The idea of business as ministry may sound great. In practice, it is much more complex and interesting. It has been my experience that using our business as ministry looks very different at each business where this mindset takes root. The creativity and variety of ways that this is put into practice are limitless. After all, “ministry” just means serving.
I was asked the question just last week, “How do leaders use their business for ministry?” The simple answer, to borrow from St. Francis, is for the leader to always preach the gospel and to sometimes use words. The complete answer to this question requires more explanation and examples.
First, business as ministry requires a new paradigm that fully embraces the idea of stewardship. We are all stewards of what we do not own! As a steward of God’s resources, blessings and provision, we must act to carry out his will. Second, we start with the foundational principle of acting out of love for God and love for others. In loving those that we lead, business leaders should learn and focus on the goals of the individual. We determine where their goals and the company goals are in alignment. This requires getting to know each of the people that we lead or manage and embodying the philosophy of servant leadership.
Practical Ways to Use your Business as Ministry
- Bring in chaplains to minister to or serve staff members on a regular, predictable schedule. Many business leaders in Convene have partnered with Marketplace Chaplains to provide this service. I am an ordained chaplain and have served in this capacity. Chaplains make weekly visits to the business to briefly connect with the staff in their workplace, and when necessary they are available to schedule extended meetings after work or during break times. This is an effective employee assistance plan, which serves employees while advancing His kingdom.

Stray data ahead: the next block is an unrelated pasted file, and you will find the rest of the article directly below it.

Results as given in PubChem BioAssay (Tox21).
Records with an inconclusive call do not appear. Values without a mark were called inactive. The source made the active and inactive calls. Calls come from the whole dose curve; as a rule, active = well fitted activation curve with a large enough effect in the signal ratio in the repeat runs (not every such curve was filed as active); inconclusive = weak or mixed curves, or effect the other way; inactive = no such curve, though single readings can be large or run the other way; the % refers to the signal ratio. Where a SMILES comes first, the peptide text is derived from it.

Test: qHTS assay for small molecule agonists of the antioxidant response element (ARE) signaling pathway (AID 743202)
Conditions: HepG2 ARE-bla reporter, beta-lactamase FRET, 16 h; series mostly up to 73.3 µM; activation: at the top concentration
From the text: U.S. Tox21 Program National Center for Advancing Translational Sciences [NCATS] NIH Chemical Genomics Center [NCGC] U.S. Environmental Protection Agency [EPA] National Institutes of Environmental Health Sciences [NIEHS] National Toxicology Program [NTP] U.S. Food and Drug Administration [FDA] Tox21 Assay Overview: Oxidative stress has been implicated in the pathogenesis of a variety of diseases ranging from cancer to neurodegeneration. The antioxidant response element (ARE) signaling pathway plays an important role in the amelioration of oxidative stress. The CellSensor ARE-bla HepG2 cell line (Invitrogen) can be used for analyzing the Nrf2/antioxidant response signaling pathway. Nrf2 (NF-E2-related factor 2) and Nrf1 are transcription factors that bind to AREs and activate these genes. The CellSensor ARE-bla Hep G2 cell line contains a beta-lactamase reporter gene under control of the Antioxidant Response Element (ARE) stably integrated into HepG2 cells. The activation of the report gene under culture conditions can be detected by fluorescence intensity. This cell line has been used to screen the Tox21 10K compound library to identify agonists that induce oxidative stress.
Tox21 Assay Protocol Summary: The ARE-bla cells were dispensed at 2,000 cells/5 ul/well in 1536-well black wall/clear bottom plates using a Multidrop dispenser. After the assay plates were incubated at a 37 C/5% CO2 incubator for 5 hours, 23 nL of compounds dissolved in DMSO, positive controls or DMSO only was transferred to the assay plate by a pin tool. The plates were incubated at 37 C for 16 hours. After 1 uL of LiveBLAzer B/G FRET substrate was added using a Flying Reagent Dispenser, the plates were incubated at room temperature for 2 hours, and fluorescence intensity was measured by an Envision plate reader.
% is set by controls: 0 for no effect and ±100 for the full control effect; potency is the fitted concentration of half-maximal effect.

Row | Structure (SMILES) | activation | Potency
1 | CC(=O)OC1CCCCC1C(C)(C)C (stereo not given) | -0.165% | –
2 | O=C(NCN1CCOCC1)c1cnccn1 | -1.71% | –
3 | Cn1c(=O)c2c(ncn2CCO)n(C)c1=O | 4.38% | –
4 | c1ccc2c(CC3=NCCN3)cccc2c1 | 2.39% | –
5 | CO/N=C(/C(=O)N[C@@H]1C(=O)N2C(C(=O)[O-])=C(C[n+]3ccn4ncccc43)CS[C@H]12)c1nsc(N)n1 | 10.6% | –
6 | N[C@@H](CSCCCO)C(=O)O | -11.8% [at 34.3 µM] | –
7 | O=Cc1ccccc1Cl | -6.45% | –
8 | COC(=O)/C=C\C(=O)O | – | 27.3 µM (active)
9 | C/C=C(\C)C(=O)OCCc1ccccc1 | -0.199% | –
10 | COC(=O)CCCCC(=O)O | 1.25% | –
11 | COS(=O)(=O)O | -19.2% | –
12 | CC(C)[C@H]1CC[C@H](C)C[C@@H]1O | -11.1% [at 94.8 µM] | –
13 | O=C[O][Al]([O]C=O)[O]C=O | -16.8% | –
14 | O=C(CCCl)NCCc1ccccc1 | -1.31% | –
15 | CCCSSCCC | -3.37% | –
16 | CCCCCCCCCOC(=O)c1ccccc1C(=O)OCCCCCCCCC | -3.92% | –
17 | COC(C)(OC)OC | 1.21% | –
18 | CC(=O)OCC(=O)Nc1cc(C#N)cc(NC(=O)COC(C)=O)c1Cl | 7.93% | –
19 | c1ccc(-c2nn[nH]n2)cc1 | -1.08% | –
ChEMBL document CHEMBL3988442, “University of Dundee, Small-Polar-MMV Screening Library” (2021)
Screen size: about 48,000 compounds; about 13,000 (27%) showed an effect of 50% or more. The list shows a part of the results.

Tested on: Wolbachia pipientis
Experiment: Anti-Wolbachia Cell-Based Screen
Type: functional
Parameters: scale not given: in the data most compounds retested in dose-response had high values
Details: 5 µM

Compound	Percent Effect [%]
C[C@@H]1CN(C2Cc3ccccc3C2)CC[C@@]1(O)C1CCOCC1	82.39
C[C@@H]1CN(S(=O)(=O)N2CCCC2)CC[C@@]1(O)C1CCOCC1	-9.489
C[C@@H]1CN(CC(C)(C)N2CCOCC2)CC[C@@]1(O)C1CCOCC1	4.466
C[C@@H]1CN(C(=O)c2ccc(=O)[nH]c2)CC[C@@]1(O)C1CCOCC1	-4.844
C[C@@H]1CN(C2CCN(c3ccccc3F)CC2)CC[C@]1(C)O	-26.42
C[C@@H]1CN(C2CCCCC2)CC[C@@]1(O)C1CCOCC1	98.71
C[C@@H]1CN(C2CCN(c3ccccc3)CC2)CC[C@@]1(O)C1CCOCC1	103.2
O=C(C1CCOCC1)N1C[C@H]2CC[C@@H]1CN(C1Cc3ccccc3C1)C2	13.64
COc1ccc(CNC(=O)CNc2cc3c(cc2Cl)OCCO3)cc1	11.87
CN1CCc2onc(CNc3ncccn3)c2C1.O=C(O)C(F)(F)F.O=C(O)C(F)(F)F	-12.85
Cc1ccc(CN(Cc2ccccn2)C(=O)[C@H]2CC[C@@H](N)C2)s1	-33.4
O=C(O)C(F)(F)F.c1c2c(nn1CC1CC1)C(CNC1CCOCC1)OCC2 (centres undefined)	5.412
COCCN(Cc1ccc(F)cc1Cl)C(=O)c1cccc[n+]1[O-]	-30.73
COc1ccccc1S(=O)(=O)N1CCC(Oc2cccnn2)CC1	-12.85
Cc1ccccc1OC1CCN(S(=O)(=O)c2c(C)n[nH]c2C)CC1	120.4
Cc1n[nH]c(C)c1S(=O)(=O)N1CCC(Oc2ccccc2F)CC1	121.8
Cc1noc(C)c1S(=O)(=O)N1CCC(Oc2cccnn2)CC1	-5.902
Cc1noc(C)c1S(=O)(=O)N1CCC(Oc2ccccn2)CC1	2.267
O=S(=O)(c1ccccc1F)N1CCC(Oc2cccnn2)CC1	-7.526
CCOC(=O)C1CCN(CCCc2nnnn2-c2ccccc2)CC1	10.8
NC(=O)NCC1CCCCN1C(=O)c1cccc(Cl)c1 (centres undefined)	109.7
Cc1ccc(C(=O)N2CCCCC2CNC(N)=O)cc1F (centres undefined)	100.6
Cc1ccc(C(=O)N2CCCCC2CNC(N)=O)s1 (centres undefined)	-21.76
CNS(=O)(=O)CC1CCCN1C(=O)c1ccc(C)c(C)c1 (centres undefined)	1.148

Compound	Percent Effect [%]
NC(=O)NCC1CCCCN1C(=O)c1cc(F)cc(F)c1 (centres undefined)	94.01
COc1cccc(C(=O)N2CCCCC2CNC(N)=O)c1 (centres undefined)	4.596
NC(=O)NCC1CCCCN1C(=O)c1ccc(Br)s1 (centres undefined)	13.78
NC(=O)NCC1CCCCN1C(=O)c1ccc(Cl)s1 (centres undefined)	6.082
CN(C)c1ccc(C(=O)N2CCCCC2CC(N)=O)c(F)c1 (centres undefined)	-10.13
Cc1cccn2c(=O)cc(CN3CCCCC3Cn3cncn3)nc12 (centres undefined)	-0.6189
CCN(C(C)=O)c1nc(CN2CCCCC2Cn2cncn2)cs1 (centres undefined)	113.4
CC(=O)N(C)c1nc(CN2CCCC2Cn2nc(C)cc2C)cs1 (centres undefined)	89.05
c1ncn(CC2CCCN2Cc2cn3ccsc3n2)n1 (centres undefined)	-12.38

- Schedule service days for causes such as volunteering at a local food bank or homeless shelter or participating in community projects. The company can invite all the staff to participate and pay their normal wages for this type of event. For those employees who do not want to join in, they may stay in their normal work role.
Sometimes leaders fear the backlash from being openly “Christian” in their business workplace. I would tell that leader that his or her rights under the current law are many and are well-established. Leaders may wish to consult with the Pacific Justice Institute prior to adopting any of the above strategies. This is a free resource for protecting the rights of Christians and is staffed by lawyers who serve pro bono.
No matter how we chose to use our business as ministry, we should always remember that our position, resources and influence are on loan from God.
If you want to learn more about using your business as a ministry, or how to use your business to grow the Kingdom, consider joining a Convene Peer-Advisory Group.
ABOUT THE AUTHOR
Matthew gained a broad range of experience in the hospitality industry before leaving to join a company that provided computer systems to that industry. Matthew quickly became a principal at Merchants Systems, increasing sales exponentially while developing and executing a business plan that led to multi-state operations.
Matthew is passionate about business and helping leaders live the abundant life God has planned for them. To learn more about his coaching practice and connect with Matthew, view his profile or email him: firstname.lastname@example.org